In mathematics and computer science, an algorithm (/ˈælɡərɪðəm/ AL-gə-ri-dhəm) is a step-by-step procedure for calculations. Algorithms are used for calculation, data processing, and automated reasoning.

An algorithm is an effective method expressed as a finite list of well-defined instructions for calculating a function. Starting from an initial state and initial input (perhaps empty), the instructions describe a computation that, when executed, proceeds through a finite number of well-defined successive states, eventually producing "output" and terminating at a final ending state. The transition from one state to the next is not necessarily deterministic; some algorithms, known as randomized algorithms, incorporate random input.

Though al-Khwārizmī's algorism referred to the rules of performing arithmetic using Hindu-Arabic numerals and the systematic solution of linear and quadratic equations, a partial formalization of what would become the modern algorithm began with attempts to solve the Entscheidungsproblem (the "decision problem") posed by David Hilbert in 1928. Subsequent formalizations were framed as attempts to define "effective calculability" or "effective method"; those formalizations included the Gödel–Herbrand–Kleene recursive functions of 1930, 1934 and 1935, Alonzo Church's lambda calculus of 1936, Emil Post's "Formulation 1" of 1936, and Alan Turing's Turing machines of 1936–7 and 1939. Giving a formal definition of algorithms, corresponding to the intuitive notion, remains a challenging problem.

## Informal definition

While there is no generally accepted formal definition of "algorithm," an informal definition could be "a set of rules that precisely defines a sequence of operations." which would include all computer programs, including programs that do not perform numeric calculations. For some people, a program is only an algorithm if it stops eventually. For others, a program is only an algorithm if it performs a number of calculation steps.

A prototypical example of an algorithm is Euclid's algorithm to determine the maximum common divisor of two integers; an example (there are others) is described by the flow chart above and as an example in a later section.

Boolos & Jeffrey (1974, 1999) offer an informal meaning of the word in the following quotation:

No human being can write fast enough, or long enough, or small enough† ( †"smaller and smaller without limit ...you'd be trying to write on molecules, on atoms, on electrons") to list all members of an enumerably infinite set by writing out their names, one after another, in some notation. But humans can do something equally useful, in the case of certain enumerably infinite sets: They can give explicit instructions for determining the nth member of the set, for arbitrary finite n. Such instructions are to be given quite explicitly, in a form in which they could be followed by a computing machine, or by a human who is capable of carrying out only very elementary operations on symbols.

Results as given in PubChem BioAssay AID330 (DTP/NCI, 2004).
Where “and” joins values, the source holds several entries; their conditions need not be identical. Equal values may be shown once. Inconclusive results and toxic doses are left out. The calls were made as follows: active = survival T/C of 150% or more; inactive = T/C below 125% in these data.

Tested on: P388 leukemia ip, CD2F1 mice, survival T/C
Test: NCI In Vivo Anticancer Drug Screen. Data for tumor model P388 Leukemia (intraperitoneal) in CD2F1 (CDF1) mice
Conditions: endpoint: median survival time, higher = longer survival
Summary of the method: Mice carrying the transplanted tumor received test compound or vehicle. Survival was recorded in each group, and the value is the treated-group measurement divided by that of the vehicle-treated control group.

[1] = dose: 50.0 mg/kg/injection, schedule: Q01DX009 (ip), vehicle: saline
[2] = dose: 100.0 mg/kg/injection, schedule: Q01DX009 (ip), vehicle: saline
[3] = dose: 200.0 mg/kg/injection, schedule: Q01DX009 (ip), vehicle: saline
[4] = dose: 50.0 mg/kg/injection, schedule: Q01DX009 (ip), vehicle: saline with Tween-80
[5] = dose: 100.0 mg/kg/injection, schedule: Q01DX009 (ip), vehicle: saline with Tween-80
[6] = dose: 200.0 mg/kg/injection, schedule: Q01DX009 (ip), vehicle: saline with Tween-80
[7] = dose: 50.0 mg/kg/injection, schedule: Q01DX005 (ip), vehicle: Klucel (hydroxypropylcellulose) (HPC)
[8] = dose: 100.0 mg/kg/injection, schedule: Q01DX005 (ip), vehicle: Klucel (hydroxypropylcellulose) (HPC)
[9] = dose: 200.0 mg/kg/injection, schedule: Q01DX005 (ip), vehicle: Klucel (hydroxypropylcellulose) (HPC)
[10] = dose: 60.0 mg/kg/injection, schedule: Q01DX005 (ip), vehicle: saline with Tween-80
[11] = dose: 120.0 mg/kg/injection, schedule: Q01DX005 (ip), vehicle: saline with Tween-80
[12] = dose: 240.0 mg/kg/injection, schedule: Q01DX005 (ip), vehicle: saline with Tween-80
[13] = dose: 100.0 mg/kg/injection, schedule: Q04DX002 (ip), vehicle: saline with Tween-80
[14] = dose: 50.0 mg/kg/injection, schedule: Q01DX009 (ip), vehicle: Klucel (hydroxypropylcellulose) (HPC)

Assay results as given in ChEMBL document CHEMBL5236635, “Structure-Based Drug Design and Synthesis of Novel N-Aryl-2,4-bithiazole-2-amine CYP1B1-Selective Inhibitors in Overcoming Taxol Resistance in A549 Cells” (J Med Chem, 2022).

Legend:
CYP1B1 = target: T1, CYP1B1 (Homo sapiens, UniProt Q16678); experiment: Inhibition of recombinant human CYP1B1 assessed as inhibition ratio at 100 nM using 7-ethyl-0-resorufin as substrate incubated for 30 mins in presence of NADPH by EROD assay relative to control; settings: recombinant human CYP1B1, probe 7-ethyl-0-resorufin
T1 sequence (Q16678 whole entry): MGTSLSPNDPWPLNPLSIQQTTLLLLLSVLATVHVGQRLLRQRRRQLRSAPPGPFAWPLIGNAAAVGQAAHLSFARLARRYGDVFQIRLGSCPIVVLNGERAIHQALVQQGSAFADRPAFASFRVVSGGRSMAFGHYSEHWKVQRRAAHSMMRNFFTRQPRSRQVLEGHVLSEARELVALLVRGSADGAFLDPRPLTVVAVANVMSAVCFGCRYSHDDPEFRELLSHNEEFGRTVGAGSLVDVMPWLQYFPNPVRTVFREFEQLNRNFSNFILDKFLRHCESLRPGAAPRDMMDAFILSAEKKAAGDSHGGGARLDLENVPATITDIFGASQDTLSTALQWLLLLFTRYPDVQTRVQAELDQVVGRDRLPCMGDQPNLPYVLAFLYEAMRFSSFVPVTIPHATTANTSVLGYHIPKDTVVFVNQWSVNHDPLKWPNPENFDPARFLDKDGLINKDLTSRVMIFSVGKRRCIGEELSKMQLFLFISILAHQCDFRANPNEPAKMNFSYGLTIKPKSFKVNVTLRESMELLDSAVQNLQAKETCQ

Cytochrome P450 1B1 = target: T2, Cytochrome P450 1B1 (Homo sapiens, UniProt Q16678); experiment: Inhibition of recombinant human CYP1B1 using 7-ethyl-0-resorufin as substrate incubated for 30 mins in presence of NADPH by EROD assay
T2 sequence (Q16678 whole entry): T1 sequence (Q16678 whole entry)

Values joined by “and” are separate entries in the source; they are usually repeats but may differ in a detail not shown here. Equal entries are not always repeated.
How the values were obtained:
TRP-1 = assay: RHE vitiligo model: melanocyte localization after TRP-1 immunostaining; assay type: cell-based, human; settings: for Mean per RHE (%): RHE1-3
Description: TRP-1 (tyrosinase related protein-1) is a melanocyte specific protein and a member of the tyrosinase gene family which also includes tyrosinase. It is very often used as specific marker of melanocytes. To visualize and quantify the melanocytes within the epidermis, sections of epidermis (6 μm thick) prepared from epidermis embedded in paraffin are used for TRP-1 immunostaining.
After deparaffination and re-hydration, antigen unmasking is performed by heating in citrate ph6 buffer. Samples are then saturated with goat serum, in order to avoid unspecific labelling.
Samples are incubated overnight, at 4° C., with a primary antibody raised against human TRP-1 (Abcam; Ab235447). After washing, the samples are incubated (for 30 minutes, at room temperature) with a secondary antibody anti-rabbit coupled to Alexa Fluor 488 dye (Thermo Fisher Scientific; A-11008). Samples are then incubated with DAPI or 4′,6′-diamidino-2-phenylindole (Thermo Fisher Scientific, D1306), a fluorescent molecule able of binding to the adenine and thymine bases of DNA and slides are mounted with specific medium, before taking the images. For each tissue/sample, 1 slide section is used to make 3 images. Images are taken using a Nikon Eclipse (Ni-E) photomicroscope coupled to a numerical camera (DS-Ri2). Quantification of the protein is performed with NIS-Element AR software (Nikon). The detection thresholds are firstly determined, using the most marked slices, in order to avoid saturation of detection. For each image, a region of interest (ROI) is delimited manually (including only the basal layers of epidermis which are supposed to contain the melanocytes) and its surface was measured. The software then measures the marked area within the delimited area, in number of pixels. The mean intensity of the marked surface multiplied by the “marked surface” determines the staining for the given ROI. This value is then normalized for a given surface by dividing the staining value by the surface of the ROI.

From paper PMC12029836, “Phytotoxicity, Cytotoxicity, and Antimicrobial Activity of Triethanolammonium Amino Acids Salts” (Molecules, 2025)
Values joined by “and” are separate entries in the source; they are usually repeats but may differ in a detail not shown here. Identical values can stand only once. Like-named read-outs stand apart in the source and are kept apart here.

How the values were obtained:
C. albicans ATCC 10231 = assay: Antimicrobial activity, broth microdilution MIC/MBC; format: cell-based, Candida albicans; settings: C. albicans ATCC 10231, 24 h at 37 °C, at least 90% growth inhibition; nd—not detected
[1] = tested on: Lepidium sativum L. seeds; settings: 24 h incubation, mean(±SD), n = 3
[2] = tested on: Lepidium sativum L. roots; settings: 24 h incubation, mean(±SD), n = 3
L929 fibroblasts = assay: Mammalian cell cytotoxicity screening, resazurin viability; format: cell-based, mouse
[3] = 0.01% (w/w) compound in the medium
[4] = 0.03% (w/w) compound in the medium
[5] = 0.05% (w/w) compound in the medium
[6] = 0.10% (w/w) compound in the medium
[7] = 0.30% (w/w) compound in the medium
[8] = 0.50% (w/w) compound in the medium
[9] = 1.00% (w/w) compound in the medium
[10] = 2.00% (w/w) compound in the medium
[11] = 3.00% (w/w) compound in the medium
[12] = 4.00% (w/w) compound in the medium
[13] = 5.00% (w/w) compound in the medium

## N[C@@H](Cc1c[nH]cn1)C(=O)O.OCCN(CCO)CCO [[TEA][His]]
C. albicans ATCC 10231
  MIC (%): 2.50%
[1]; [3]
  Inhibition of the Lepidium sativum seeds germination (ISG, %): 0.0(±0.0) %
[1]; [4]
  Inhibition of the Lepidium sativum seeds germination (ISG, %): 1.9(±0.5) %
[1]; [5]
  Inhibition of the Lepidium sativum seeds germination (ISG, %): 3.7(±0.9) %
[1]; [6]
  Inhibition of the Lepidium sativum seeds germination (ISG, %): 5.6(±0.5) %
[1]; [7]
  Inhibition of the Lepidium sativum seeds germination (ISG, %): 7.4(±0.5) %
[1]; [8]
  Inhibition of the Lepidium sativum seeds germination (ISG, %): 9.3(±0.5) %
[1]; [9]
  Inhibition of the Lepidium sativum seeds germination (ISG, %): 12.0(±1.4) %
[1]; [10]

The term "enumerably infinite" means "countable using integers perhaps extending to infinity." Thus, Boolos and Jeffrey are saying that an algorithm implies instructions for a process that "creates" output integers from an arbitrary "input" integer or integers that, in theory, can be chosen from 0 to infinity. Thus an algorithm can be an algebraic equation such as y = m + n—two arbitrary "input variables" m and n that produce an output y. But various authors' attempts to define the notion indicate that the word implies much more than this, something on the order of (for the addition example): Precise instructions (in language understood by "the computer") for a fast, efficient, "good" process that specifies the "moves" of "the computer" (machine or human, equipped with the necessary internally contained information and capabilities) to find, decode, and then process arbitrary input integers/symbols m and n, symbols + and = ... and "effectively" produce, in a "reasonable" time, output-integer y at a specified place and in a specified format. The concept of algorithm is also used to define the notion of decidability. That notion is central for explaining how formal systems come into being starting from a small set of axioms and rules. In logic, the time that an algorithm requires to complete cannot be measured, as it is not apparently related with our customary physical dimension. From such uncertainties, that characterize ongoing work, stems the unavailability of a definition of algorithm that suits both concrete (in some sense) and abstract usage of the term.

*Unfortunately, Albert Einstien is confused. If you don't want to get confused add more information to Math Geek Net by not making it a stub by expanding Algorithm.*